A suburban Boston school unwittingly started a firestorm of controversy over a sixth-grade field trip. The class was visiting a mosque to learn about world religions when a handful of boys, unnoticed by their teachers, joined the line of worshippers and acted out the motions of the Muslim call to prayer. A video of the prayer went viral with the title “Wellesley, Massachusetts Public School Students Learn to Pray to Allah.” Charges flew that the school exposed the children to Muslims who intended to convert American schoolchildren. Wellesley school officials defended the course, but also acknowledged the delicate dance teachers must perform when dealing with religion in the classroom.
Courts long ago banned public school teachers from preaching of any kind. But the question remains: How much should schools teach about the world’s religions? Answering that question in recent decades has pitted schools against their communities.
Veteran education journalist Linda K. Wertheimer spent months with that class, and traveled to other communities around the nation, listening to voices on all sides of the controversy, including those of clergy, teachers, children, and parents who are Muslim, Jewish, Christian, Sikh, or atheist. In Lumberton, Texas, nearly a hundred people filled a school-board meeting to protest a teacher’s dress-up exercise that allowed freshman girls to try on a burka as part of a lesson on Islam. In Wichita, Kansas, a Messianic Jewish family’s opposition to a bulletin-board display about Islam in an elementary school led to such upheaval that the school had to hire extra security. Across the country, parents have requested that their children be excused from lessons on Hinduism and Judaism out of fear they will shy away from their own faiths.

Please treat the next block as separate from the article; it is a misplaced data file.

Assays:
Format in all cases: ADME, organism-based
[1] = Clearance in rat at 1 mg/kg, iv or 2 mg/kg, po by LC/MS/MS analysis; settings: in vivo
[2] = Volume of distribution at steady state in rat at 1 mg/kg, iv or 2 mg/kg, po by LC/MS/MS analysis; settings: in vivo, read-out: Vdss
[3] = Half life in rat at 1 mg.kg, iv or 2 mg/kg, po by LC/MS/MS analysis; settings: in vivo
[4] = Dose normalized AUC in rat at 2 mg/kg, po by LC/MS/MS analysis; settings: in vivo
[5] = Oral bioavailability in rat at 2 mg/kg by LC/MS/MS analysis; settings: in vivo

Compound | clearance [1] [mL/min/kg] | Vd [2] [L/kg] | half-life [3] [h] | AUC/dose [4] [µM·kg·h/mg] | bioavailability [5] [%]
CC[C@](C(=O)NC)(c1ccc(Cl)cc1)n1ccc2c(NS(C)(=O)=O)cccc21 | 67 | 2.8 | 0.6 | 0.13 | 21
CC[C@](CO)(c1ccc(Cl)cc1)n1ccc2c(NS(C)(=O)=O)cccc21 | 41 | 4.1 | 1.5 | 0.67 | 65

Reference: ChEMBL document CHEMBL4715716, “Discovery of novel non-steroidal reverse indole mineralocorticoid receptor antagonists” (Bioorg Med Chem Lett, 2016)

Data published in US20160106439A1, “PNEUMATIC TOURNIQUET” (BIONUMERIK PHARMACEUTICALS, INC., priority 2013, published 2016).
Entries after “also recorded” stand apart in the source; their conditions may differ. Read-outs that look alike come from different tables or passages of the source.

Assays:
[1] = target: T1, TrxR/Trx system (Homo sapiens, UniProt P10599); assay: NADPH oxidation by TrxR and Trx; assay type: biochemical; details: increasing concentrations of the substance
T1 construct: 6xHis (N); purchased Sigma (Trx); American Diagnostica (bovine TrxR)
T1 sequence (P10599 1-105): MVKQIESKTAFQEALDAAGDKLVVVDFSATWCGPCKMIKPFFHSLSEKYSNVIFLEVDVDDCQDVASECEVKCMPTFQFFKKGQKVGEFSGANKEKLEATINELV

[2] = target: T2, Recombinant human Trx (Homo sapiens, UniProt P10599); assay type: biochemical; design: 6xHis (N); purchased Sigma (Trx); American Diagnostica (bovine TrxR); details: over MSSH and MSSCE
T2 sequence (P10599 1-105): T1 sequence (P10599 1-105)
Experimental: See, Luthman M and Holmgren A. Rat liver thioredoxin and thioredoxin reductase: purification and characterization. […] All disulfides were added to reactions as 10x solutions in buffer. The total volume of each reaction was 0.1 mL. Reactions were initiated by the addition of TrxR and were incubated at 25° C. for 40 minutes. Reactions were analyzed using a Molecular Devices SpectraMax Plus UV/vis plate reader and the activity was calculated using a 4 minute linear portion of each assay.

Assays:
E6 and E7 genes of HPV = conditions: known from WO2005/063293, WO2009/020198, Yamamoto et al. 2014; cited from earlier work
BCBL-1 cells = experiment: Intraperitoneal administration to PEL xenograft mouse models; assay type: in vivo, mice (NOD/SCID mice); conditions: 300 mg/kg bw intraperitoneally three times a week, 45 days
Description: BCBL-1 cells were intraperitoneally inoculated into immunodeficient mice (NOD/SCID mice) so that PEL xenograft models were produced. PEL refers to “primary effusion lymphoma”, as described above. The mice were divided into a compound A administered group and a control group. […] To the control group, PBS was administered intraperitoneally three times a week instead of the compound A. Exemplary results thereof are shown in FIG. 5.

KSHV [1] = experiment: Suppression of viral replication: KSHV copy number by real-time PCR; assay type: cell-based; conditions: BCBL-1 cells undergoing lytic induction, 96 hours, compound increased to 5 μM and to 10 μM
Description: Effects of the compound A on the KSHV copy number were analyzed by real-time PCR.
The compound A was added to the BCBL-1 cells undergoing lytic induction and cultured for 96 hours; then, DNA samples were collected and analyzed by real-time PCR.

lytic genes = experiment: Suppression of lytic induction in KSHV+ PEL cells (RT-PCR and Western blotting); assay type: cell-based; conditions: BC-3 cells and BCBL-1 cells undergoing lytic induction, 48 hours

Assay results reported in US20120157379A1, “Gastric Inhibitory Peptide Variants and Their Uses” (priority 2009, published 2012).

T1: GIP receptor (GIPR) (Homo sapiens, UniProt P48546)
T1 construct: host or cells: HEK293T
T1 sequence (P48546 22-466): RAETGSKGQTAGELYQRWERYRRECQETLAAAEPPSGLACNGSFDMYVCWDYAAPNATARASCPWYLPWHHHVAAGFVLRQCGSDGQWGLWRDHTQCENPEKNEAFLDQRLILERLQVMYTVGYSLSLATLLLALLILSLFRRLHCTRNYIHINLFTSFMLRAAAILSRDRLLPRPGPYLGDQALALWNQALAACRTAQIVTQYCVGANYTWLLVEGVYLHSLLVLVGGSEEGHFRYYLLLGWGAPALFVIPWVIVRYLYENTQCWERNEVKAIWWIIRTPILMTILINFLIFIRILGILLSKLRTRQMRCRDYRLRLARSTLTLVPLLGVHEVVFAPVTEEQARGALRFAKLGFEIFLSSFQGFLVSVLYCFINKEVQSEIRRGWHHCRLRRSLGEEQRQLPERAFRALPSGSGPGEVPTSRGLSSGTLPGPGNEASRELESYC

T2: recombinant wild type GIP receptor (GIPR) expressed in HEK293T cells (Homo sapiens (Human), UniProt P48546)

But in Modesto, a city in the heart of California’s Bible Belt, teachers have avoided problems since 2000, when the school system began requiring all high school freshmen to take a world religions course. Students receive comprehensive lessons on the three major world religions, as well as on Sikhism, Hinduism, Buddhism, and often Shintoism, Taoism, and Confucianism. One Pentecostal Christian girl, terrified by “idols,” including a six-inch gold Buddha, learned to be comfortable with other students’ beliefs.
Wertheimer’s fascinating investigation, which includes a return to her rural Ohio school, which once ran weekly Christian Bible classes, reveals a public education system struggling to find the right path forward and offers a promising roadmap for raising a new generation of religiously literate Americans.
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